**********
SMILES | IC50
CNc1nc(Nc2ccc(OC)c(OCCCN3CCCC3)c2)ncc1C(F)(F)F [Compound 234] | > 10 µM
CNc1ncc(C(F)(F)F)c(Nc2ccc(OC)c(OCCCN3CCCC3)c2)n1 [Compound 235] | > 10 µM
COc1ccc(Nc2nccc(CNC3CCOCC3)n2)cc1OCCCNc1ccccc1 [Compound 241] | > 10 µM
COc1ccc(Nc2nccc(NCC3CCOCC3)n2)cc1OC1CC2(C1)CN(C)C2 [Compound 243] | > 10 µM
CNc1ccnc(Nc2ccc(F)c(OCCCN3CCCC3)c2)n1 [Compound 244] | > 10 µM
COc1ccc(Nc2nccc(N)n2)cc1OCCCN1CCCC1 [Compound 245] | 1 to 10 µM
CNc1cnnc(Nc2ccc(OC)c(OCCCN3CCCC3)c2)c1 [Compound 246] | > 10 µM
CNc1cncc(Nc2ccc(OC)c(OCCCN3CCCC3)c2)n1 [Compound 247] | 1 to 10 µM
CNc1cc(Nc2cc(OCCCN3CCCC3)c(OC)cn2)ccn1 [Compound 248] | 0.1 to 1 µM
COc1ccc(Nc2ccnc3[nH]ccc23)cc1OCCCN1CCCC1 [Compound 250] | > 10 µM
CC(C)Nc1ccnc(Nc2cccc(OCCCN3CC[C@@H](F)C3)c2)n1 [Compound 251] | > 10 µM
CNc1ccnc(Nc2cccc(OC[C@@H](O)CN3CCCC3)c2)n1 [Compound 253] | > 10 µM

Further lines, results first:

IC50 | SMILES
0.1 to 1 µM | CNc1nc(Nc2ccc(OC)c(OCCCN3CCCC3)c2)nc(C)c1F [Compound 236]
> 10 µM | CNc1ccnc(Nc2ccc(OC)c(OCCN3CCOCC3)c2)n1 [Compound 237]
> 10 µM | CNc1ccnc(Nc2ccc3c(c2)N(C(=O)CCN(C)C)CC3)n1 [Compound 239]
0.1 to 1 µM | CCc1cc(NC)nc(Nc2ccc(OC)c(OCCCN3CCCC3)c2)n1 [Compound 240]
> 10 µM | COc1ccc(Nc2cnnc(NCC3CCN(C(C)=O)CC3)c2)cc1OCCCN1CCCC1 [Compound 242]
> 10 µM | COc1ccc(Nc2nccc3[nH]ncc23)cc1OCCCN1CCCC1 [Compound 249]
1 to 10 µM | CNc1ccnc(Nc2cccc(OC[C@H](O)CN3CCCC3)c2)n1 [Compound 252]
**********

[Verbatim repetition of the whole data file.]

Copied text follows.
SMILES | IC50
CNc1nc(Nc2ccc(OC)c(OCCCN3CCCC3)c2)ncc1C(F)(F)F [Compound 234] | > 10 µM
CNc1ncc(C(F)(F)F)c(Nc2ccc(OC)c(OCCCN3CCCC3)c2)n1 [Compound 235] | > 10 µM
COc1ccc(Nc2nccc(CNC3CCOCC3)n2)cc1OCCCNc1ccccc1 [Compound 241] | > 10 µM
COc1ccc(Nc2nccc(NCC3CCOCC3)n2)cc1OC1CC2(C1)CN(C)C2 [Compound 243] | > 10 µM
CNc1ccnc(Nc2ccc(F)c(OCCCN3CCCC3)c2)n1 [Compound 244] | > 10 µM
COc1ccc(Nc2nccc(N)n2)cc1OCCCN1CCCC1 [Compound 245] | 1 to 10 µM
CNc1cnnc(Nc2ccc(OC)c(OCCCN3CCCC3)c2)c1 [Compound 246] | > 10 µM
CNc1cncc(Nc2ccc(OC)c(OCCCN3CCCC3)c2)n1 [Compound 247] | 1 to 10 µM
CNc1cc(Nc2cc(OCCCN3CCCC3)c(OC)cn2)ccn1 [Compound 248] | 0.1 to 1 µM
COc1ccc(Nc2ccnc3[nH]ccc23)cc1OCCCN1CCCC1 [Compound 250] | > 10 µM
CC(C)Nc1ccnc(Nc2cccc(OCCCN3CC[C@@H](F)C3)c2)n1 [Compound 251] | > 10 µM
CNc1ccnc(Nc2cccc(OC[C@@H](O)CN3CCCC3)c2)n1 [Compound 253] | > 10 µM

Further lines, results first:

IC50 | SMILES
0.1 to 1 µM | CNc1nc(Nc2ccc(OC)c(OCCCN3CCCC3)c2)nc(C)c1F [Compound 236]
> 10 µM | CNc1ccnc(Nc2ccc(OC)c(OCCN3CCOCC3)c2)n1 [Compound 237]
> 10 µM | CNc1ccnc(Nc2ccc3c(c2)N(C(=O)CCN(C)C)CC3)n1 [Compound 239]
0.1 to 1 µM | CCc1cc(NC)nc(Nc2ccc(OC)c(OCCCN3CCCC3)c2)n1 [Compound 240]
> 10 µM | COc1ccc(Nc2cnnc(NCC3CCN(C(C)=O)CC3)c2)cc1OCCCN1CCCC1 [Compound 242]
> 10 µM | COc1ccc(Nc2nccc3[nH]ncc23)cc1OCCCN1CCCC1 [Compound 249]
1 to 10 µM | CNc1ccnc(Nc2cccc(OC[C@H](O)CN3CCCC3)c2)n1 [Compound 252]